Regardless of complaints and objections put forward by other political parties, particularly the smaller parties, the current state and projections indicate clearly that the ANC will still remain in power for the next administration period of five years.
The DA will remain the runner ups with a stronghold in the Western Cape. And the EFF remains in 3rd position and adding one more province where it will hold official opposition party status. The IFP also holds on to the 4th position whilst there is leap jump by the VF Plus from the 7th position up to the 5th, something they haven’t able to achieve for the past 4 elections. The voter percentages of DA and the ANC have both declined whilst the EFF has seen an increase of almost double their previous percentage.
There seem to be a lot of disappointments for smaller parties who confidently joined the ballot paper thinking they’ll survive the hardship of politics. Most of these parties are under 0.1% and mostly falling below 0.05%, an indication of no recognition and less support. This could be as a result of the poor effort the parties have put into their campaigns. The parties were less vocal on the ground and had low advertising on the street poles.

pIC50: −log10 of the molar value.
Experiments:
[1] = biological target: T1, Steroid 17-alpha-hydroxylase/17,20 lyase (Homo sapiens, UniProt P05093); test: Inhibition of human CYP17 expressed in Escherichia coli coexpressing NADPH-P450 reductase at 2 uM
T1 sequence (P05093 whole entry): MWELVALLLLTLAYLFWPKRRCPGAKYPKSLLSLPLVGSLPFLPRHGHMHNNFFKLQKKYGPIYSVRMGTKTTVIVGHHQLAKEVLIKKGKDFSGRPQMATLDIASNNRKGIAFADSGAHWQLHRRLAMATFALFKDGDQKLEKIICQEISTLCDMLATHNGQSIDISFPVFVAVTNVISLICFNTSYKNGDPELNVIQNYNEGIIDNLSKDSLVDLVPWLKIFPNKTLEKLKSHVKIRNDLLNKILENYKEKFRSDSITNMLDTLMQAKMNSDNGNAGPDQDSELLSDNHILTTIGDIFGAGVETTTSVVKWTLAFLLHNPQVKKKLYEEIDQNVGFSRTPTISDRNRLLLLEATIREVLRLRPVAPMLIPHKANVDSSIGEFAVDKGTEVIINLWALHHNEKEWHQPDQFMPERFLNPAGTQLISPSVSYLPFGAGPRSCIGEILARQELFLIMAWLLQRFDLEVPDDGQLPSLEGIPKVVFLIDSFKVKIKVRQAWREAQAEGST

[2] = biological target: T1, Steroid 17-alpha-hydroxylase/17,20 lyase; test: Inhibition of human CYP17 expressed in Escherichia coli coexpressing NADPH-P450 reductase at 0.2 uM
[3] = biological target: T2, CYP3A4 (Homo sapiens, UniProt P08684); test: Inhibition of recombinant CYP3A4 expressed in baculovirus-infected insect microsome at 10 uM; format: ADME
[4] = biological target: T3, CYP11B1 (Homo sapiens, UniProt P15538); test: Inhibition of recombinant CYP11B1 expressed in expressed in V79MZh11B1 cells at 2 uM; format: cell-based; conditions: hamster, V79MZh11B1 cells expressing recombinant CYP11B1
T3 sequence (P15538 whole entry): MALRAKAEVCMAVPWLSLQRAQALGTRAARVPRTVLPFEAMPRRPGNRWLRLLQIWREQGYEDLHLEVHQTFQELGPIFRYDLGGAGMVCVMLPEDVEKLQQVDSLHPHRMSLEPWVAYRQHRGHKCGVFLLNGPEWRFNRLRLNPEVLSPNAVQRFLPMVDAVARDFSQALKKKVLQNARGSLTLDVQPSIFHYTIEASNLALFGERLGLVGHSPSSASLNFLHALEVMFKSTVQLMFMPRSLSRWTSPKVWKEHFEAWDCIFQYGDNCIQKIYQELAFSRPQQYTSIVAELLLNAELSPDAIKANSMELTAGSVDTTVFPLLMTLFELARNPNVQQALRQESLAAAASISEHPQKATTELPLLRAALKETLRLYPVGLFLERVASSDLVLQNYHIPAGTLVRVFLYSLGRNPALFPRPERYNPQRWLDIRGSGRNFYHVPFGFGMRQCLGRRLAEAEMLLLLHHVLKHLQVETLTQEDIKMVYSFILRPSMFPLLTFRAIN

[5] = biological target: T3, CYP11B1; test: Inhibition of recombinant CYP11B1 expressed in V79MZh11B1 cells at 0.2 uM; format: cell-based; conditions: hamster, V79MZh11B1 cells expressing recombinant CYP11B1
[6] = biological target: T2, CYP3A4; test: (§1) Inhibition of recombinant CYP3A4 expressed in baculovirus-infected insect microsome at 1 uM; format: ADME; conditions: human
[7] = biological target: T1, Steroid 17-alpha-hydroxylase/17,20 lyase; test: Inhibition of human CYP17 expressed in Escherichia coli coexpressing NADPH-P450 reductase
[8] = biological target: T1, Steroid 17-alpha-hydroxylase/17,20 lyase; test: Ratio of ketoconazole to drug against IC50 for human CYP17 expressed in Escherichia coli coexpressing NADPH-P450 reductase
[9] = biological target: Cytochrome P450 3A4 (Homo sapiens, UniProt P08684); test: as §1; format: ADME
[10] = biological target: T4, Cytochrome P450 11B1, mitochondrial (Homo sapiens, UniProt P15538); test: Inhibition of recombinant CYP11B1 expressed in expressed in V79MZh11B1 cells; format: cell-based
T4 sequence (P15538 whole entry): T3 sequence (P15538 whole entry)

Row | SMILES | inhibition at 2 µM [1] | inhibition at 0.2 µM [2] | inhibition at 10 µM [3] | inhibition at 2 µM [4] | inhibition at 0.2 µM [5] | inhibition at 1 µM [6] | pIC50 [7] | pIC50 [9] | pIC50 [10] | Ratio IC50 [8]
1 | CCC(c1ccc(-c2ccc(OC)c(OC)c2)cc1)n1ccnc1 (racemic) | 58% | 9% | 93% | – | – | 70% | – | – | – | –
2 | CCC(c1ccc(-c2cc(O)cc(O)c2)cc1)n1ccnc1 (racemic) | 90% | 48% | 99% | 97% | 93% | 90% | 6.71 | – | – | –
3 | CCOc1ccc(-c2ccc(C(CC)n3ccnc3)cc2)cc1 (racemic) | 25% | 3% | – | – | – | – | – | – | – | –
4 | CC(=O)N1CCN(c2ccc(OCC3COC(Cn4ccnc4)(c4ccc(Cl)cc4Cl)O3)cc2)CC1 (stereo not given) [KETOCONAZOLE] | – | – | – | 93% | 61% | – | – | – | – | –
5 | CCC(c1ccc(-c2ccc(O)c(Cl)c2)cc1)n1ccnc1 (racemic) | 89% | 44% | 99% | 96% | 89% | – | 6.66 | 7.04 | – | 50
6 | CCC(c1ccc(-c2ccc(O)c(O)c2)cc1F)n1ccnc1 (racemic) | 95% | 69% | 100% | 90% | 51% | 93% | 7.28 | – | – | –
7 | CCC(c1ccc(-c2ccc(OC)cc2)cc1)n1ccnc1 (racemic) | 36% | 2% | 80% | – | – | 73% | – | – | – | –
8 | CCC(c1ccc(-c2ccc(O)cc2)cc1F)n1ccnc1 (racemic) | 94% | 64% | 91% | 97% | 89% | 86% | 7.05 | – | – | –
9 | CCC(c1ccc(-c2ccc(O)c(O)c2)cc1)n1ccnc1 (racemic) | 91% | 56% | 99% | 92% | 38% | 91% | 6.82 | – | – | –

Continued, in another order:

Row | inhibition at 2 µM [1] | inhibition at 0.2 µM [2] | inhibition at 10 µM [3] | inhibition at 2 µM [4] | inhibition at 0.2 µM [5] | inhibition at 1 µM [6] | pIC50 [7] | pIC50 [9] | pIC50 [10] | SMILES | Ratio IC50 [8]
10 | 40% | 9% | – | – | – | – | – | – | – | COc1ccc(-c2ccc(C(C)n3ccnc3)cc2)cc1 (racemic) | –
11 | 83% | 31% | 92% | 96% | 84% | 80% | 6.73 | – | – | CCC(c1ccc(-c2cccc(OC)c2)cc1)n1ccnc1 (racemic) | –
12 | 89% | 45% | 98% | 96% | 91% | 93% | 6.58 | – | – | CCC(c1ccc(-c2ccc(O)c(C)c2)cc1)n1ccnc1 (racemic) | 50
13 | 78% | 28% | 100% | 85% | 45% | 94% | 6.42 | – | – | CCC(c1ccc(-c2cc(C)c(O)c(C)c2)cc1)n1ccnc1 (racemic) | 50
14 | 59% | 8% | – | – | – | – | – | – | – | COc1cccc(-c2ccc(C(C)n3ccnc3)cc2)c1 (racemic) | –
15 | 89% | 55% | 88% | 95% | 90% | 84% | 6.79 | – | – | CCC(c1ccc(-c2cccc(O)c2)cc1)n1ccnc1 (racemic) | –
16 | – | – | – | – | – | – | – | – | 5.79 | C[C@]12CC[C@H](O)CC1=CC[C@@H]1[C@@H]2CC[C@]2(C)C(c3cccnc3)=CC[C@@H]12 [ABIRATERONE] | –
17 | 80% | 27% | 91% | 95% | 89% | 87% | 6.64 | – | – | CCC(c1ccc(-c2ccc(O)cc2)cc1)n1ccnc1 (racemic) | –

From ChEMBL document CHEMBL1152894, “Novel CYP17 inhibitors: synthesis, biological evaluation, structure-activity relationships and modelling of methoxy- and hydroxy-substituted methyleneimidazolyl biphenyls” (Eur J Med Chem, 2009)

GOOD, ATM and UDM seem to be heading to Parliament with COPE and NFP on the edge of getting itself a seat.
Below is the illustration of the top 5 political parties and their standing.
Eagerly looking forward to again win in Gauteng, ANC is holding on to the lead, but at 49.6%, a drop from the morning lead of 51%. The party might need a coalition to take over the province. EFF seems to have the opposition stronghold in the North West with over 18% in the province. On the other hand the DA seems to be seeing a decline of 4% in the Western Cape.
By the current standings, the ANC looks to be settled at 56.9% in the national vote, 5% lower than their 2014 results.
*Nkoe A Montja is research analyst at Mapungubwe Institute for Strategic Reflection